Simon Knight, Heather Ford, Shibani Antonette


> Citation practices — the provision of reliable external warrants for claims — are central to trust and credibility not only on Wikipedia, but in journalism, science, scholarship, and other genres of research and writing. >

When university students learn about citation practices, they are effectively being socialised into a particular professional genre with its own institutional contexts and norms (Lea & Street, 2006). A key component of these social norms in academic writing involves a broad set of academic integrity practices of which citation is a key part. But, we often focus on citation only from a plagiarism perspective, rather than verifiability (McGowan, 2005). Both appropriate paraphrasing, and high quality synthesis writing, are challenging skills to learn but are important for accurate citations and referencing.

Effective paraphrasing is something all students need support in developing (Keck, 2006) but there are few learning tools to develop citation practices. Previous game-based citation tools rely on multiple-choice-quiz (MCQ) assessments largely focusing on issues of plagiarism and academic integrity, and do not directly assess the authentic practices of writing and citing Bradley, 2015).

What we’re doing to address this need

The aim of the CiteLearn project is to build learning tasks for the improvement of information literacy and credibility practices for scalable use across teaching contexts.

We want to build tools that provide students with authentic learning experiences for understanding the purpose and usefulness of citation practice. Our first assignment is to build a text-based task/game in which university students learn about verifiability by giving students an apprenticeship into Wikipedia’s best practice relating to citations.

Verifiability is a fundamental principle of Wikipedia, underpinning its credibility as a source. In addition to its role in tertiary education, the tool could be used to support onboarding into Wikipedia citation practices, both in the Education Program context, and more informal support provided to new editors. The project supports verifiability processes by providing learning support for the addition of citations to Wikipedia.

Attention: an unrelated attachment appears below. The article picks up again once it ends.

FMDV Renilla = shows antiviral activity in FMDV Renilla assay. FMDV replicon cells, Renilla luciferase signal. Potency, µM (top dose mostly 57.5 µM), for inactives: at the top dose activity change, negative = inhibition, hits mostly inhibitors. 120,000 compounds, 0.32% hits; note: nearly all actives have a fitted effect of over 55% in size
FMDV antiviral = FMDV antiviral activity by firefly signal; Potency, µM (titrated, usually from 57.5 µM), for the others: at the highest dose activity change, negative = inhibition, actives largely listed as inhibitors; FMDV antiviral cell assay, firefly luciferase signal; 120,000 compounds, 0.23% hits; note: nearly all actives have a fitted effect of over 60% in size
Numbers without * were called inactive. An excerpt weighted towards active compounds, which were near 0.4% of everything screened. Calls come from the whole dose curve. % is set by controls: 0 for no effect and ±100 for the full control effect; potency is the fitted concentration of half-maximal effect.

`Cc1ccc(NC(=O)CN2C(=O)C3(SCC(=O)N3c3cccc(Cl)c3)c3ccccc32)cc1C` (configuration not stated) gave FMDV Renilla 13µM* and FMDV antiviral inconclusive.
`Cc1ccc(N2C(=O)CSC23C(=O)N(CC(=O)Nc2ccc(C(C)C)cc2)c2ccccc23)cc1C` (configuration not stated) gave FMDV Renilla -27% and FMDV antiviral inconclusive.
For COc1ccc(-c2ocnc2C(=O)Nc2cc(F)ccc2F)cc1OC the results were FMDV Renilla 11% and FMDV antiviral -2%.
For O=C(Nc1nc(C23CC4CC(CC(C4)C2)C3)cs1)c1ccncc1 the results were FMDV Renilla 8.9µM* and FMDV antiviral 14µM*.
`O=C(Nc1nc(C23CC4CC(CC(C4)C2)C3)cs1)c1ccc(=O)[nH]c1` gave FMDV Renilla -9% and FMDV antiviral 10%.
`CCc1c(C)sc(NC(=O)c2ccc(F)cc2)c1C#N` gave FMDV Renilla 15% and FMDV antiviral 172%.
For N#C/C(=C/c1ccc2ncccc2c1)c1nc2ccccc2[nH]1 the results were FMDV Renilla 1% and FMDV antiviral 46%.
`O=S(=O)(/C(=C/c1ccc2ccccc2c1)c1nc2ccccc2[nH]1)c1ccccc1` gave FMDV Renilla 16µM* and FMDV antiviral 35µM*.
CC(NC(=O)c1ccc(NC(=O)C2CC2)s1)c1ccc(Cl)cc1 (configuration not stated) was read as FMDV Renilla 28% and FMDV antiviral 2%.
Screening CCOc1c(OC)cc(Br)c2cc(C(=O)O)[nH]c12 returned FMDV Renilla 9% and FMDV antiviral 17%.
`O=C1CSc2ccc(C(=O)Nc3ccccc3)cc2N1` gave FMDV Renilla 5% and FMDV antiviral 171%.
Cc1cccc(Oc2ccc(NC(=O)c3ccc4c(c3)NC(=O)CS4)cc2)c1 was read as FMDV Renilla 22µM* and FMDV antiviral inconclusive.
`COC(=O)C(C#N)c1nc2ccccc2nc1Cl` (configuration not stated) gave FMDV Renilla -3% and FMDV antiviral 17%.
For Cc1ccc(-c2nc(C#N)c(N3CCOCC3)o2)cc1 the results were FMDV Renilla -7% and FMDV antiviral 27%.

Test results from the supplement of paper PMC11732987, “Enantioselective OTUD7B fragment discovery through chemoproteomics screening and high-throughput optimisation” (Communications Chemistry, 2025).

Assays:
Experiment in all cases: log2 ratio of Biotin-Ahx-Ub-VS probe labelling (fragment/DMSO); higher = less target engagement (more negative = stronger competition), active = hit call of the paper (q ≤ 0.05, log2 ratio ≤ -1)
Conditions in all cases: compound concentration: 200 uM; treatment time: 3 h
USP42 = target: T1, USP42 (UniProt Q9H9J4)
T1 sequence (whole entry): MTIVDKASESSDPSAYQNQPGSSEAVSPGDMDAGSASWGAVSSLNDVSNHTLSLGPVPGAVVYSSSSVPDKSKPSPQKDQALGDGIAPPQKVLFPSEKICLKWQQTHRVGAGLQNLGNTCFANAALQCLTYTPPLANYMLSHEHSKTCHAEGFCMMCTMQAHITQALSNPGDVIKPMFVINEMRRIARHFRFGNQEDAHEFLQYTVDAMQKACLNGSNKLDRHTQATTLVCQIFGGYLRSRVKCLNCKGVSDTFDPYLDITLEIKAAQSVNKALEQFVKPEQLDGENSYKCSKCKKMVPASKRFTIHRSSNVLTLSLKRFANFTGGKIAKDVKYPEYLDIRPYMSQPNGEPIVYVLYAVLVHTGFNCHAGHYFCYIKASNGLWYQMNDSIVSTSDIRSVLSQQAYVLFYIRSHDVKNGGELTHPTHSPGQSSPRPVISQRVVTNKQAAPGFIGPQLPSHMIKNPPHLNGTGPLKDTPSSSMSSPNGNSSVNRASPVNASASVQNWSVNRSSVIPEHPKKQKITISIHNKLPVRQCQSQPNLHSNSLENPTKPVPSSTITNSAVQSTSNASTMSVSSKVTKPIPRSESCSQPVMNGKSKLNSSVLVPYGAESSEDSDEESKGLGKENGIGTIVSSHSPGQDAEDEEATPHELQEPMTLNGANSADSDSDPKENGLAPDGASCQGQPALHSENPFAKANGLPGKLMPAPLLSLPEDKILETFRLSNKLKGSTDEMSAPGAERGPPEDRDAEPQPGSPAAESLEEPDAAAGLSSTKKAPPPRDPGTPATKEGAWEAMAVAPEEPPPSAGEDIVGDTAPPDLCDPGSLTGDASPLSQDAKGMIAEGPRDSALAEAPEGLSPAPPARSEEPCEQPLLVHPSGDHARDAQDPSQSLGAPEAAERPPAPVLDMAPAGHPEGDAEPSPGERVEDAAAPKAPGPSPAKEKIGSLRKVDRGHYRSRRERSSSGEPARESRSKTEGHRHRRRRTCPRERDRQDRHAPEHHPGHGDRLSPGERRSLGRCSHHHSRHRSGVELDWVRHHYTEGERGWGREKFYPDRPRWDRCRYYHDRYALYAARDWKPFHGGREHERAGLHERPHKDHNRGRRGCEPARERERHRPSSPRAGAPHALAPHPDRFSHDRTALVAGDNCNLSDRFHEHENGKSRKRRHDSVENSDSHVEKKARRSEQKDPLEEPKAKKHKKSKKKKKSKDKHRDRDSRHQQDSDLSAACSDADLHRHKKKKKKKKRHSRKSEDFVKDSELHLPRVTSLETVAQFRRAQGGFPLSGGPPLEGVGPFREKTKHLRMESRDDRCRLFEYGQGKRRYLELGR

How we’re going to do it

The CiteLearn game situates students in the context of Wikipedia editing and gets them to think about where to place citations, for which purposes and through which conventions.

In round one, students must locate where citations should be placed in articles that are provided to them. We will use knowledge about those articles to assess how appropriately students insert citations.

In round two, students must write articles, including citations. In this latter round, the Citation Detective API — which is used to label sentences that require a citation — will be used to provide automated feedback to students, and develop their citation practices.

Other tools could be added, like Cite Unseen,which detects bias in citations, and Citation Reason, which classifies reasons for a citation being given. (see Chou et al., 2020). We anticipate this game being used to onboard people into Wikipedia citation practices, and more broadly to develop the skills associated with citation (credibility checking, verifiability, etc.).

The tool will be piloted with university students (subject to institutional ethics review). We’ll evaluate this pilot by exploring how well students cite before and after their use of the tool, and using a survey to explore their understanding of source use competence and citation motivation (e.g. appendices in, Ma and Qin, 2017).

The project team would welcome input from the community in supporting technical development, and the use of Wikimedia resources in the learning design for these tasks. If you’re interested in being involved, get in touch via email or on the talk page!


> The WikiCred Grants Initiative supports research, software projects and Wikimedia events that explore information reliability and credibility. WikiCred’s funding is provided by Craig Newmark Philanthropies, Facebook, and Microsoft. >

References and useful resources

Chou, A. J., Gonçalves, G., Walton, S., & Redi, M. Citation Detective: a Public Dataset to Improve and Quantify Wikipedia Citation Quality at Scale.

Bradley, E. G. (2015). Using Computer Simulations and Games to Prevent Student Plagiarism. Journal of Educational Technology Systems, 44(2), 240–252.

Keck, C. (2006). The use of paraphrase in summary writing: A comparison of L1 and L2 writers. Journal of Second Language Writing, 15(4), 261–278.

Lea, M. R., & Street, B. V. (2006). The” academic literacies” model: Theory and applications. Theory into Practice, 45(4), 368–377.

Ma, R., & Qin, X. (2017). Individual factors influencing citation competence in L2 academic writing. Journal of Quantitative Linguistics, 24(2–3), 213–240.

McGowan, U. (2005). Plagiarism detection and prevention: Are we putting the cart before the horse. HERDSA.

Relevant resources: Citation Detective: Citation Hunt: